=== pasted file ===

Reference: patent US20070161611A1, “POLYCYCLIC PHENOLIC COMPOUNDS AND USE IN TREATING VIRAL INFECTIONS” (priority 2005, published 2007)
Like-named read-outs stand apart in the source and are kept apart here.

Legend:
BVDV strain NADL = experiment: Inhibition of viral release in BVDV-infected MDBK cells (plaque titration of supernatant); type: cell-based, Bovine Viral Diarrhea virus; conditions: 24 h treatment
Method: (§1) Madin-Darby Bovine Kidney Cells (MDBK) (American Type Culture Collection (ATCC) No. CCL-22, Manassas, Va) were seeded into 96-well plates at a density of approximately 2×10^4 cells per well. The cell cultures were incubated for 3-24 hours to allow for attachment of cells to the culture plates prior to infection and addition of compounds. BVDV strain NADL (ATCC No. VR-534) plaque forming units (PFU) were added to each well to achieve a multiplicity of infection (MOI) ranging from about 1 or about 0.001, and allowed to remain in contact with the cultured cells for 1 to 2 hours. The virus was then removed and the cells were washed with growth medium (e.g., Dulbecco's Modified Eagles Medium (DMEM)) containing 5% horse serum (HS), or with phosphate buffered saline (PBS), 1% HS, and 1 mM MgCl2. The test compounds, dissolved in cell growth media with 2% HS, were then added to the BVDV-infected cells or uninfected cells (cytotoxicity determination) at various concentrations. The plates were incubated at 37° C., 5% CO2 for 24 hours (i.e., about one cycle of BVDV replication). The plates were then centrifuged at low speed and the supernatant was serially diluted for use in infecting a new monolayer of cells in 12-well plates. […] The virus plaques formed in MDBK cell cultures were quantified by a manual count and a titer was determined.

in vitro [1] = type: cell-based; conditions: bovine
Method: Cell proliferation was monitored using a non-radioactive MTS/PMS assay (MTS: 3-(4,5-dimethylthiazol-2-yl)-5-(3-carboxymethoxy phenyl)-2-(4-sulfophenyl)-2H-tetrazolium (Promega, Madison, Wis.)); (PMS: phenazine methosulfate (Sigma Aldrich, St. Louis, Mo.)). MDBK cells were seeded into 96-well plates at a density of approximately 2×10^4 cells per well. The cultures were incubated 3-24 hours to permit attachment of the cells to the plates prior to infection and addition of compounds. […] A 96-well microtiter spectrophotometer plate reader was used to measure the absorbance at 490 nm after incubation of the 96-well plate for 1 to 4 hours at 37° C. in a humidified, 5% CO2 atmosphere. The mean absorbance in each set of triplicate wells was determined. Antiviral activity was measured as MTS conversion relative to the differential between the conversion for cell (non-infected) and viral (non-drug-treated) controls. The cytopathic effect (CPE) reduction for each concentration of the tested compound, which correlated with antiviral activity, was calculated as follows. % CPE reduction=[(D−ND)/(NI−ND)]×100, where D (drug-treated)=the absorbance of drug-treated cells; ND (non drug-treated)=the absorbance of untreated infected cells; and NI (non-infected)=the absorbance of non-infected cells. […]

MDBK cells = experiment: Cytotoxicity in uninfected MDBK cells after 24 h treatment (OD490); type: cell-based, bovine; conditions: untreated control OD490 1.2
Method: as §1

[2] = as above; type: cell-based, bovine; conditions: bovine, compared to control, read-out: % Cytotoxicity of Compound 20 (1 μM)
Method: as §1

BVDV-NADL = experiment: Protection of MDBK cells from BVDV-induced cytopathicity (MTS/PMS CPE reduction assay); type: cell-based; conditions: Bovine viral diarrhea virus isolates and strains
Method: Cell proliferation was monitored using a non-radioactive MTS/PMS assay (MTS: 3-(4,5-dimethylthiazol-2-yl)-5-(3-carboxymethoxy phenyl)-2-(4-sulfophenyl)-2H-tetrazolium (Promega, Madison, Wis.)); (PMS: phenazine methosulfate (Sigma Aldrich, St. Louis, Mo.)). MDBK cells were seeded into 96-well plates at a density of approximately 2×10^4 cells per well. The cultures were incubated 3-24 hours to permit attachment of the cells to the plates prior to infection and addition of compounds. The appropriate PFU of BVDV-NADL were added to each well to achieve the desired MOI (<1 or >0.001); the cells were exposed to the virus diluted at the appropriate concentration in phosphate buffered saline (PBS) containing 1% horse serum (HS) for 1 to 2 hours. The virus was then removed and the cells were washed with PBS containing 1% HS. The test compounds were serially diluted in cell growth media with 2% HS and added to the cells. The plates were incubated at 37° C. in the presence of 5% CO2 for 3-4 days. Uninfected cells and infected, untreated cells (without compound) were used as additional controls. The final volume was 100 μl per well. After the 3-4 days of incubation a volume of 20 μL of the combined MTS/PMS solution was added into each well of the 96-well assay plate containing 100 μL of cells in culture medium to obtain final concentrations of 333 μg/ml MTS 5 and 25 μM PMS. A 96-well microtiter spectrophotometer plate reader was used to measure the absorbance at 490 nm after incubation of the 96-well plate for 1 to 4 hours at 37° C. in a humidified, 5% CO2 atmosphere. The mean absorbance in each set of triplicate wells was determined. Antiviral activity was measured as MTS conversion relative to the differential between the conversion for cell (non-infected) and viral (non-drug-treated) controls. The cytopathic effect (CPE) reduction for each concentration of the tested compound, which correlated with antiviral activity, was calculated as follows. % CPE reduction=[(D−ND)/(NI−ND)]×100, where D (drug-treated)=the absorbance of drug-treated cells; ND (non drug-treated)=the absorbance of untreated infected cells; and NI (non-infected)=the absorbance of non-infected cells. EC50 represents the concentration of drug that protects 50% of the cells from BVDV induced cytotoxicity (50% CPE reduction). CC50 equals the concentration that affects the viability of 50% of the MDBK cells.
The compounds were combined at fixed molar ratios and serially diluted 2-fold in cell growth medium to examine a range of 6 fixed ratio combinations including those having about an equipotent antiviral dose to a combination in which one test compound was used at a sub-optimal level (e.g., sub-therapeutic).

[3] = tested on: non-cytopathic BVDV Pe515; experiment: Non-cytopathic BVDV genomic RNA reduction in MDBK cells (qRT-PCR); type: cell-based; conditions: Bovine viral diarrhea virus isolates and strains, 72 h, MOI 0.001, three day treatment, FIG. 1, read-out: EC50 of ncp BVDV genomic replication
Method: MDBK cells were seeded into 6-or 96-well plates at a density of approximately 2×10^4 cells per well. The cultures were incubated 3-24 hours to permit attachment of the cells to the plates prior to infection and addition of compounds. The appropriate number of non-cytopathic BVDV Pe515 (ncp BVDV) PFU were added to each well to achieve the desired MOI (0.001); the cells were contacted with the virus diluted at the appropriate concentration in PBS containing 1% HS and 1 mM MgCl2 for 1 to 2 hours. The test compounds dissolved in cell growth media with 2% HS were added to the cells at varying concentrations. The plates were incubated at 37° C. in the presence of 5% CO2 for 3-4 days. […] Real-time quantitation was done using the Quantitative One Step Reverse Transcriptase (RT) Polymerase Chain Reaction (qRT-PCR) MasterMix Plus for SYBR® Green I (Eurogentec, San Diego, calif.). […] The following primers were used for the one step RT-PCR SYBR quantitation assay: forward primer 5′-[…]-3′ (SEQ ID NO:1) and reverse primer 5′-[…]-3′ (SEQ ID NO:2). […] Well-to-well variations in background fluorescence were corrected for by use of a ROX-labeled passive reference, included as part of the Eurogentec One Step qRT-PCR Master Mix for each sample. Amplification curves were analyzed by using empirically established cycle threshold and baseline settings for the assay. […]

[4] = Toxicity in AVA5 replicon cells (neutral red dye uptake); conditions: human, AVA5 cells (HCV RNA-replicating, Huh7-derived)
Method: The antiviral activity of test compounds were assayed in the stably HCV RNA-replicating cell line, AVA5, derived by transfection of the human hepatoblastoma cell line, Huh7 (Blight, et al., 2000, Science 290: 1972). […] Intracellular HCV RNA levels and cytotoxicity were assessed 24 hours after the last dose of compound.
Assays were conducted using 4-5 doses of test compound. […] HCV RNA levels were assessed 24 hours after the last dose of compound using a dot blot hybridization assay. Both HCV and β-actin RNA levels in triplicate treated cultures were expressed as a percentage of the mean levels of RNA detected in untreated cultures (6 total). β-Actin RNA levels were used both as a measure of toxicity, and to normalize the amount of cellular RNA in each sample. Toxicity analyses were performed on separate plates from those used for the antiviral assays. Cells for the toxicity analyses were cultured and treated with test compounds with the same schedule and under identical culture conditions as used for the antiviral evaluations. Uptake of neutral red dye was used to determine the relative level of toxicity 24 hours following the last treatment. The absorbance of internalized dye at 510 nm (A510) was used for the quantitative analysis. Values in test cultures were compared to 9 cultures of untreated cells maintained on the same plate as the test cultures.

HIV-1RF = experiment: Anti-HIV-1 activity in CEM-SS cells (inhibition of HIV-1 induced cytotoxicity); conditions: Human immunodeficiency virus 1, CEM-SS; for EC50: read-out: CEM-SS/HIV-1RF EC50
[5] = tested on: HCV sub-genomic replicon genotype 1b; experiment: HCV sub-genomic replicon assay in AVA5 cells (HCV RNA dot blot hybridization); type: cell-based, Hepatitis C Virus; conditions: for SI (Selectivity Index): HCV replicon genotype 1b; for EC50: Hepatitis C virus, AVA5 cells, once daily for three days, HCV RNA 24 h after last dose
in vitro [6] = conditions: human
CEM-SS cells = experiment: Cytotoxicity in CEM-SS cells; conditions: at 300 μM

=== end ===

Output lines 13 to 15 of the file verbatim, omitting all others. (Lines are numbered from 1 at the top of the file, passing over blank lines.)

Method: Cell proliferation was monitored using a non-radioactive MTS/PMS assay (MTS: 3-(4,5-dimethylthiazol-2-yl)-5-(3-carboxymethoxy phenyl)-2-(4-sulfophenyl)-2H-tetrazolium (Promega, Madison, Wis.)); (PMS: phenazine methosulfate (Sigma Aldrich, St. Louis, Mo.)). MDBK cells were seeded into 96-well plates at a density of approximately 2×10^4 cells per well. The cultures were incubated 3-24 hours to permit attachment of the cells to the plates prior to infection and addition of compounds. The appropriate PFU of BVDV-NADL were added to each well to achieve the desired MOI (<1 or >0.001); the cells were exposed to the virus diluted at the appropriate concentration in phosphate buffered saline (PBS) containing 1% horse serum (HS) for 1 to 2 hours. The virus was then removed and the cells were washed with PBS containing 1% HS. The test compounds were serially diluted in cell growth media with 2% HS and added to the cells. The plates were incubated at 37° C. in the presence of 5% CO2 for 3-4 days. Uninfected cells and infected, untreated cells (without compound) were used as additional controls. The final volume was 100 μl per well. After the 3-4 days of incubation a volume of 20 μL of the combined MTS/PMS solution was added into each well of the 96-well assay plate containing 100 μL of cells in culture medium to obtain final concentrations of 333 μg/ml MTS 5 and 25 μM PMS. A 96-well microtiter spectrophotometer plate reader was used to measure the absorbance at 490 nm after incubation of the 96-well plate for 1 to 4 hours at 37° C. in a humidified, 5% CO2 atmosphere. The mean absorbance in each set of triplicate wells was determined. Antiviral activity was measured as MTS conversion relative to the differential between the conversion for cell (non-infected) and viral (non-drug-treated) controls. The cytopathic effect (CPE) reduction for each concentration of the tested compound, which correlated with antiviral activity, was calculated as follows. % CPE reduction=[(D−ND)/(NI−ND)]×100, where D (drug-treated)=the absorbance of drug-treated cells; ND (non drug-treated)=the absorbance of untreated infected cells; and NI (non-infected)=the absorbance of non-infected cells. EC50 represents the concentration of drug that protects 50% of the cells from BVDV induced cytotoxicity (50% CPE reduction). CC50 equals the concentration that affects the viability of 50% of the MDBK cells.
The compounds were combined at fixed molar ratios and serially diluted 2-fold in cell growth medium to examine a range of 6 fixed ratio combinations including those having about an equipotent antiviral dose to a combination in which one test compound was used at a sub-optimal level (e.g., sub-therapeutic).

[3] = tested on: non-cytopathic BVDV Pe515; experiment: Non-cytopathic BVDV genomic RNA reduction in MDBK cells (qRT-PCR); type: cell-based; conditions: Bovine viral diarrhea virus isolates and strains, 72 h, MOI 0.001, three day treatment, FIG. 1, read-out: EC50 of ncp BVDV genomic replication